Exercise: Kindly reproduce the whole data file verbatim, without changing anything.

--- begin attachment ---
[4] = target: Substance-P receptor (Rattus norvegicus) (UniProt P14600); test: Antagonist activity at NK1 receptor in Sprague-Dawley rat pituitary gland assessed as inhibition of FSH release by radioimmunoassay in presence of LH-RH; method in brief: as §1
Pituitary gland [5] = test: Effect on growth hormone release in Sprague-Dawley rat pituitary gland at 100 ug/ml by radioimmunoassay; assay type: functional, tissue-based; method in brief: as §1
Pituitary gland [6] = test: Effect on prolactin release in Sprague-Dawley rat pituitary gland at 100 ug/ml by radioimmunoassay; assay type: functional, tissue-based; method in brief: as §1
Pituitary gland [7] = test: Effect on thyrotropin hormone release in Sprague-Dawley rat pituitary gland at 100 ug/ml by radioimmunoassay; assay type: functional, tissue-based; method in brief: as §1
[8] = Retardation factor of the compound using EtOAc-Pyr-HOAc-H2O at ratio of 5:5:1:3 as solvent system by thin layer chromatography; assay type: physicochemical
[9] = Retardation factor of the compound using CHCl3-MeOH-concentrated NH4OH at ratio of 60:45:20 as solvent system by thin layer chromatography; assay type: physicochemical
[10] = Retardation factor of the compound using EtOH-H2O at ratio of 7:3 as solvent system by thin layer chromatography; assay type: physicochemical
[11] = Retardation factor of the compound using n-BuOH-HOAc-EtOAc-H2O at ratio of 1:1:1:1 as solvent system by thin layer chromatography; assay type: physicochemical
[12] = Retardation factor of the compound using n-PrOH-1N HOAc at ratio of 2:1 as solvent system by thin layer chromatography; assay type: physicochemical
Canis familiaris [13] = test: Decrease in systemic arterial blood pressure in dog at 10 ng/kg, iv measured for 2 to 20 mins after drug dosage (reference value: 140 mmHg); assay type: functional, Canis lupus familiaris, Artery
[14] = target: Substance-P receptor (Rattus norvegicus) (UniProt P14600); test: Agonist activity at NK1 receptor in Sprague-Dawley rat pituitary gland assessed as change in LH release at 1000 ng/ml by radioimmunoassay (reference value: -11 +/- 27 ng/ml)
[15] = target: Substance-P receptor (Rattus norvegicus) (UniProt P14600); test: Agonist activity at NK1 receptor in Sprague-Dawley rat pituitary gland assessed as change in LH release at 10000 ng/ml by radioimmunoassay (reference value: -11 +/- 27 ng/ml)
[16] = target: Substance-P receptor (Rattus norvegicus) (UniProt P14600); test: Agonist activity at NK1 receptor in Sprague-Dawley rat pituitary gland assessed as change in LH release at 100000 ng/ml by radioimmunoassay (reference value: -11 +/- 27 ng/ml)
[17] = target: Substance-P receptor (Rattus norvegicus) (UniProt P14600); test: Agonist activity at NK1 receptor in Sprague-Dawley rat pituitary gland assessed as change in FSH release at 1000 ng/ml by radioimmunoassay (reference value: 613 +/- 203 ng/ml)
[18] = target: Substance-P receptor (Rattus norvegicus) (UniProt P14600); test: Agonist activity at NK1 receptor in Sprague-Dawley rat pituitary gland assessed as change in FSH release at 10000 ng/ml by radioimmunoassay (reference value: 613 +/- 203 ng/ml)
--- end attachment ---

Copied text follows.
[4] = target: Substance-P receptor (Rattus norvegicus) (UniProt P14600); test: Antagonist activity at NK1 receptor in Sprague-Dawley rat pituitary gland assessed as inhibition of FSH release by radioimmunoassay in presence of LH-RH; method in brief: as §1
Pituitary gland [5] = test: Effect on growth hormone release in Sprague-Dawley rat pituitary gland at 100 ug/ml by radioimmunoassay; assay type: functional, tissue-based; method in brief: as §1
Pituitary gland [6] = test: Effect on prolactin release in Sprague-Dawley rat pituitary gland at 100 ug/ml by radioimmunoassay; assay type: functional, tissue-based; method in brief: as §1
Pituitary gland [7] = test: Effect on thyrotropin hormone release in Sprague-Dawley rat pituitary gland at 100 ug/ml by radioimmunoassay; assay type: functional, tissue-based; method in brief: as §1
[8] = Retardation factor of the compound using EtOAc-Pyr-HOAc-H2O at ratio of 5:5:1:3 as solvent system by thin layer chromatography; assay type: physicochemical
[9] = Retardation factor of the compound using CHCl3-MeOH-concentrated NH4OH at ratio of 60:45:20 as solvent system by thin layer chromatography; assay type: physicochemical
[10] = Retardation factor of the compound using EtOH-H2O at ratio of 7:3 as solvent system by thin layer chromatography; assay type: physicochemical
[11] = Retardation factor of the compound using n-BuOH-HOAc-EtOAc-H2O at ratio of 1:1:1:1 as solvent system by thin layer chromatography; assay type: physicochemical
[12] = Retardation factor of the compound using n-PrOH-1N HOAc at ratio of 2:1 as solvent system by thin layer chromatography; assay type: physicochemical
Canis familiaris [13] = test: Decrease in systemic arterial blood pressure in dog at 10 ng/kg, iv measured for 2 to 20 mins after drug dosage (reference value: 140 mmHg); assay type: functional, Canis lupus familiaris, Artery
[14] = target: Substance-P receptor (Rattus norvegicus) (UniProt P14600); test: Agonist activity at NK1 receptor in Sprague-Dawley rat pituitary gland assessed as change in LH release at 1000 ng/ml by radioimmunoassay (reference value: -11 +/- 27 ng/ml)
[15] = target: Substance-P receptor (Rattus norvegicus) (UniProt P14600); test: Agonist activity at NK1 receptor in Sprague-Dawley rat pituitary gland assessed as change in LH release at 10000 ng/ml by radioimmunoassay (reference value: -11 +/- 27 ng/ml)
[16] = target: Substance-P receptor (Rattus norvegicus) (UniProt P14600); test: Agonist activity at NK1 receptor in Sprague-Dawley rat pituitary gland assessed as change in LH release at 100000 ng/ml by radioimmunoassay (reference value: -11 +/- 27 ng/ml)
[17] = target: Substance-P receptor (Rattus norvegicus) (UniProt P14600); test: Agonist activity at NK1 receptor in Sprague-Dawley rat pituitary gland assessed as change in FSH release at 1000 ng/ml by radioimmunoassay (reference value: 613 +/- 203 ng/ml)
[18] = target: Substance-P receptor (Rattus norvegicus) (UniProt P14600); test: Agonist activity at NK1 receptor in Sprague-Dawley rat pituitary gland assessed as change in FSH release at 10000 ng/ml by radioimmunoassay (reference value: 613 +/- 203 ng/ml)